A dream that became a nightmare
A dream that turned into a nightmare. That has been the experience of Gomathi Marimuthu, the 30-year athlete from a tiny village in Tiruchi who made the headlines twice in the space of a month. First when she landed the gold medal in the 800 m in the Asian championship in Doha to demand the attention of a nation which was pre-occupied with the election matters and IPL excitement.
Adulations and rewards were spontaneous and poured in. Why, a popular cine star from the Tamil Industry even dispatched a cheque for Rs 5 lakh from his shooting site as his special award, moved by the economically poor background of this Tiruchi native.
Hardly had everyone sat back contended that here was a champion in our midst than came the shocker of a news, Gomathi had been tested positive for a banned drug and thus was provisionally suspended from the sport. Worse, not only would she lose the medal she won but faces the prospect of a four-year ban from athletics which for this ageing athlete could turn a death-blow to her sports career.
Doping is not new to sports and particularly athletics. In fact, whenever the term doping comes up the first picture that comes to mind has to be the Canadian, Ben Johnson, whose rise to stardom lasted a few seconds in that famous 100 m race in the 1988 Seoul Olympics. A 9.79 s effort left many dazed the world over and some experts even labelled that as the run of the century. Nobody had seen anything amiss then except excellence at its peak until the truth came out: he was tested positive for doping. The world which had hailed him as the best immediately turned around to say the Canadian had brought shame to the sport.
Gomathi's is in a smaller level but the charges were the same. Still what made things different for this athlete was the way her background had been played around in the media. Though employed in the Income Tax, still Gomathi came from a family which had little means for a good living. Toil was the watchword at home. One report even suggested that her father would sacrifice his food by taking cattle fodder to ensure Gomathi's diet is never affected. Inspired by a friend, Gomathi was keen to make a mark in athletics and that kept her going and dreaming.
And then came the tragedy of her father's death and soon after her coach too passed away. It needed iron will to sustain a career with these blows but Gomathi went on. How will a girl from this level have access to prohibited things and even more could it be possible for her even think of such a step were the kind of questions that many doubters would have had.
Who indeed would have thought that this girl, whose race in Doha, if any body had seen had all the trappings of a strong-willed athlete pacing her steps so well make it to the finish with such aplomb. The way the commentator described it, it would seem as though he had almost fallen off his seat! So excited was he too!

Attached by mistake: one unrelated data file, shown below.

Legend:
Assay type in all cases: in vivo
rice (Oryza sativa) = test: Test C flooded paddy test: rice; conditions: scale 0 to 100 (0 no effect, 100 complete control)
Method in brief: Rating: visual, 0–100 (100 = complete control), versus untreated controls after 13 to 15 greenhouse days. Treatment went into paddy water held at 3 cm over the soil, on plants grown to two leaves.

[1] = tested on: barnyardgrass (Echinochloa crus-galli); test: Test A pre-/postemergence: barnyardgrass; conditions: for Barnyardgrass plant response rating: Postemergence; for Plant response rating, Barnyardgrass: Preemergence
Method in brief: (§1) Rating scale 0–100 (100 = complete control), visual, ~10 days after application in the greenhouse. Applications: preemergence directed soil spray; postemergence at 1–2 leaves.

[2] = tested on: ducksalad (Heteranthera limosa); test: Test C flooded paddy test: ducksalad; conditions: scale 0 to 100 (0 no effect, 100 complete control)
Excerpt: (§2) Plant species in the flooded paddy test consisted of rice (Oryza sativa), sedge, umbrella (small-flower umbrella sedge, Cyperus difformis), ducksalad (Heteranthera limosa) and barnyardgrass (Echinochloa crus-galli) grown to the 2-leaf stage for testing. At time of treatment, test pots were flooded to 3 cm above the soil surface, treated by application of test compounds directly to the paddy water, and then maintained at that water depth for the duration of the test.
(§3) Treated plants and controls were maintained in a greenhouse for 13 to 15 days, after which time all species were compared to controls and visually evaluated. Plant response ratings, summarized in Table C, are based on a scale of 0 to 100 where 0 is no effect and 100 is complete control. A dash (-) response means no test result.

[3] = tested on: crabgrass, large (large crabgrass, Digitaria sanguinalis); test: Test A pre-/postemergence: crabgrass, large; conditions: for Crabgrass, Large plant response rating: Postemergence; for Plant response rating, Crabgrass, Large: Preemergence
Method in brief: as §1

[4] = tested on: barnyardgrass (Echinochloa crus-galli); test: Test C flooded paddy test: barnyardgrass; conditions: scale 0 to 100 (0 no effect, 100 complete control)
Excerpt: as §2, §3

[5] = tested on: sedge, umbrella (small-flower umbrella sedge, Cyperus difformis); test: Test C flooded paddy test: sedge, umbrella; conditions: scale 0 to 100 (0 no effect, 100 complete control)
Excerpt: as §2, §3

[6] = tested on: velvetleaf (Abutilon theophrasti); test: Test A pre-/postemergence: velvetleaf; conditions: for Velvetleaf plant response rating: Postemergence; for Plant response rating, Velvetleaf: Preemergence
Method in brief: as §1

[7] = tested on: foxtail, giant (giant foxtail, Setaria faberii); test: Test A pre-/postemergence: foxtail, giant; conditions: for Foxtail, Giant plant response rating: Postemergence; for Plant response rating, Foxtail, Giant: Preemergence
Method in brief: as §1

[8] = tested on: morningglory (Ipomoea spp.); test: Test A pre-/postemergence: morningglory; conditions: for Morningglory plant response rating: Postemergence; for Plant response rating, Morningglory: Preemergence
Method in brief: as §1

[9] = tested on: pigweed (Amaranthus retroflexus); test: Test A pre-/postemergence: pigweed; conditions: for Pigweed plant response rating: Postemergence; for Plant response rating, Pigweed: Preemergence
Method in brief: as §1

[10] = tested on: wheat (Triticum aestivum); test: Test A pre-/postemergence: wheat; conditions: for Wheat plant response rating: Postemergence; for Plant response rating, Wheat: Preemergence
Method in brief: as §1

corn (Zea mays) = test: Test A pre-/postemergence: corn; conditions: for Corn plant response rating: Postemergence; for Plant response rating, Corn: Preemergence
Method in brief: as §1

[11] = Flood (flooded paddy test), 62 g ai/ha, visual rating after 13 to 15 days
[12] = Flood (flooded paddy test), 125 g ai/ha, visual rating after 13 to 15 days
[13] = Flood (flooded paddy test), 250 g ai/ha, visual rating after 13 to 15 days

There was relief on her face post the run. A feeling perhaps that she had finally made the mark after two disappointing Asian Championships in 2013 and 2015. Two years ago when the Championship was held in India, she was in the injury list. At age 30, Gomathi knew if her dream was to come true, it had to be now and how! Alas, that dream lay shattered and shamed if the positive test for drug remains true finally.
Sports can be cruel, more so in a field like athletics where the struggle and toil can be endless. A slice of luck helps and that is what every athlete craves for finally. Ask P T Usha or Anju Bobby George, both outstanding names who decorated Indian athletics history with their deeds. With a little luck, Usha could have added an Olympic medal to her rich collection.
And as Anju experienced, with a little luck her silver medal won at the IAAF world athletics final in 2005 turned gold after 9 years when the actual winner was disqualified! Aiming high is the fundamental right of any sportsperson but the path to glory has to be on the right lines. There is no short cut to success and poor Gomathi unwittingly has proved an example for this.
Now it is not as though Gomathi is accepting these adverse charges. She pleads innocence and even suggested that all news of her wrong doing is fake and should not be taken seriously but what has come forth have been even more damning. She was reportedly tested positive even in the Federation cup which was considered the trials for the selection to the Asian championship and for the same substance called norandrosterone, a steroid.
Why this report did not come out before this Doha championship is a mystery that is mocking athletics officials. For if it had, Gomathi would never have been to Doha and this drama could have been avoided. Whatever happens from here on, only time will tell if Gomathi would be able to get out of this sordid episode that has not only brought shame to her but the country too.